Temporal framing in health advertising: The role of risk and future orientation.
This research examines the effects of the temporal frame advertisements and individual differences in future orientation on consumer risk perceptions, persuasion, and behavioral intentions. Results from two experiments indicate that temporal framing effects are moderated by consumers' tendency to think about the distant-future consequences of their behaviors. In Study 1, results show that future orientation moderates temporal framing effects on consumers' perceived risk. Study 2 demonstrates that consumer risk perceptions can mediate this interaction effect for intentions to engage in preventive behaviors. Implications are offered for advertising theory, as well as for creators of public service advertising campaigns.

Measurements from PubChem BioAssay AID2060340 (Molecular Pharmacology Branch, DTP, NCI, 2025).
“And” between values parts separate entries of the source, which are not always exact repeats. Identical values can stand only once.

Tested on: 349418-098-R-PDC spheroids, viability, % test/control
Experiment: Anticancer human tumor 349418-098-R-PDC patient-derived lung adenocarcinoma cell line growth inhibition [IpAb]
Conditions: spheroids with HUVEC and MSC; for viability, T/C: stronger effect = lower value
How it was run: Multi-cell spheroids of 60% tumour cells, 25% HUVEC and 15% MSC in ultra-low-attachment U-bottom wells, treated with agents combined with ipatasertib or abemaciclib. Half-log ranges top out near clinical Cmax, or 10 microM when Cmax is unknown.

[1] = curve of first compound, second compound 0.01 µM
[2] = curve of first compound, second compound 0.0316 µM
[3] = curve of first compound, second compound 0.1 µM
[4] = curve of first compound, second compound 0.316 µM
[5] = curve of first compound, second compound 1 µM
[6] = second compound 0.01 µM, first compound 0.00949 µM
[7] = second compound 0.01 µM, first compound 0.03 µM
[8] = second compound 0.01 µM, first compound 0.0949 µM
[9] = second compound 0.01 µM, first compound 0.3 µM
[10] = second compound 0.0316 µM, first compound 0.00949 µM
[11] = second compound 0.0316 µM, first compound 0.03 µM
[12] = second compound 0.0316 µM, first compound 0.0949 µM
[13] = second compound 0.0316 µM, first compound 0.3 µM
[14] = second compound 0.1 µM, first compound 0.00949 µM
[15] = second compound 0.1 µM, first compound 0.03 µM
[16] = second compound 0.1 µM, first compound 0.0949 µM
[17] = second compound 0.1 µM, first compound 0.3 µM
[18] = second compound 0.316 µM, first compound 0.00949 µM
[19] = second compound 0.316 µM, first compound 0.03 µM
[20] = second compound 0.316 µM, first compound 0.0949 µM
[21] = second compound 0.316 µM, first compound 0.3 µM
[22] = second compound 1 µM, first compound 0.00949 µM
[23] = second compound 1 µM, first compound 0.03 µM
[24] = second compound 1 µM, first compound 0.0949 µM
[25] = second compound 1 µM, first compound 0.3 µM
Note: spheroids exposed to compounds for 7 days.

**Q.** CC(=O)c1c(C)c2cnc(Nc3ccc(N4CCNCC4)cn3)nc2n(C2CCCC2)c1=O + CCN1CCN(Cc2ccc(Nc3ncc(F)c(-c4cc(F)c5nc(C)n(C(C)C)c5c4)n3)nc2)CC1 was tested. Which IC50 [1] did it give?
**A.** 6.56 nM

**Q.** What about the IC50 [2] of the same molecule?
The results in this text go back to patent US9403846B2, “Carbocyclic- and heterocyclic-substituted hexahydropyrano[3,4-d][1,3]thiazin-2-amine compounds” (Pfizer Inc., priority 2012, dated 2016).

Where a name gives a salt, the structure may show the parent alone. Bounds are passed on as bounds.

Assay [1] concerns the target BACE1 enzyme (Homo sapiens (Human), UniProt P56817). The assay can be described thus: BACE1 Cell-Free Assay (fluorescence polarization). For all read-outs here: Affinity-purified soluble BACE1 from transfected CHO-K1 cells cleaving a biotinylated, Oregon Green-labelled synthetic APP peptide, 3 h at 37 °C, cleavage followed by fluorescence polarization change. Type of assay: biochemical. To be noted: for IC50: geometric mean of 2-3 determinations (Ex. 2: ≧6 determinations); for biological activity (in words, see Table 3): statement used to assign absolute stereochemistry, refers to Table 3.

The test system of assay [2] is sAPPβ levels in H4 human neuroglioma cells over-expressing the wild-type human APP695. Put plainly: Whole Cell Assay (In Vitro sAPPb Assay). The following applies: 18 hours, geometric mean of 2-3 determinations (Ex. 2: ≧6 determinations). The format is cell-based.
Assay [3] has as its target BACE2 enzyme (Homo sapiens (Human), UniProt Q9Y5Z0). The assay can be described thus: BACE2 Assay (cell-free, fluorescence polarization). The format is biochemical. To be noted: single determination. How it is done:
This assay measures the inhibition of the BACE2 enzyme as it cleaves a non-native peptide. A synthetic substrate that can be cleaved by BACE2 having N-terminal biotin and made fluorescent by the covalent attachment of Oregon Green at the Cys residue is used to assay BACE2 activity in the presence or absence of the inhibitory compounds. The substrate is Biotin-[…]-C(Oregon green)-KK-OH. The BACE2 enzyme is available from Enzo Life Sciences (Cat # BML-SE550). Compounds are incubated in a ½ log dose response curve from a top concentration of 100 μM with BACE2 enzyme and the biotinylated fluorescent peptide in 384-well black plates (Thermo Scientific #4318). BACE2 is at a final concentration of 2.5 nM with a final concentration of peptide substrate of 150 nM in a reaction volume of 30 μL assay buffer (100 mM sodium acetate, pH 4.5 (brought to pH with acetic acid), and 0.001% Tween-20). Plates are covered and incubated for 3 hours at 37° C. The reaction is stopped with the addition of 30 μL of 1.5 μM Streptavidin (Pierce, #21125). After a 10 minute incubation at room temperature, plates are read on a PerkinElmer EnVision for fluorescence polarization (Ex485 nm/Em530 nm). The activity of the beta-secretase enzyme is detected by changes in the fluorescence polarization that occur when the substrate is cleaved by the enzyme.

|Main Author:||Kees, Jeremy.|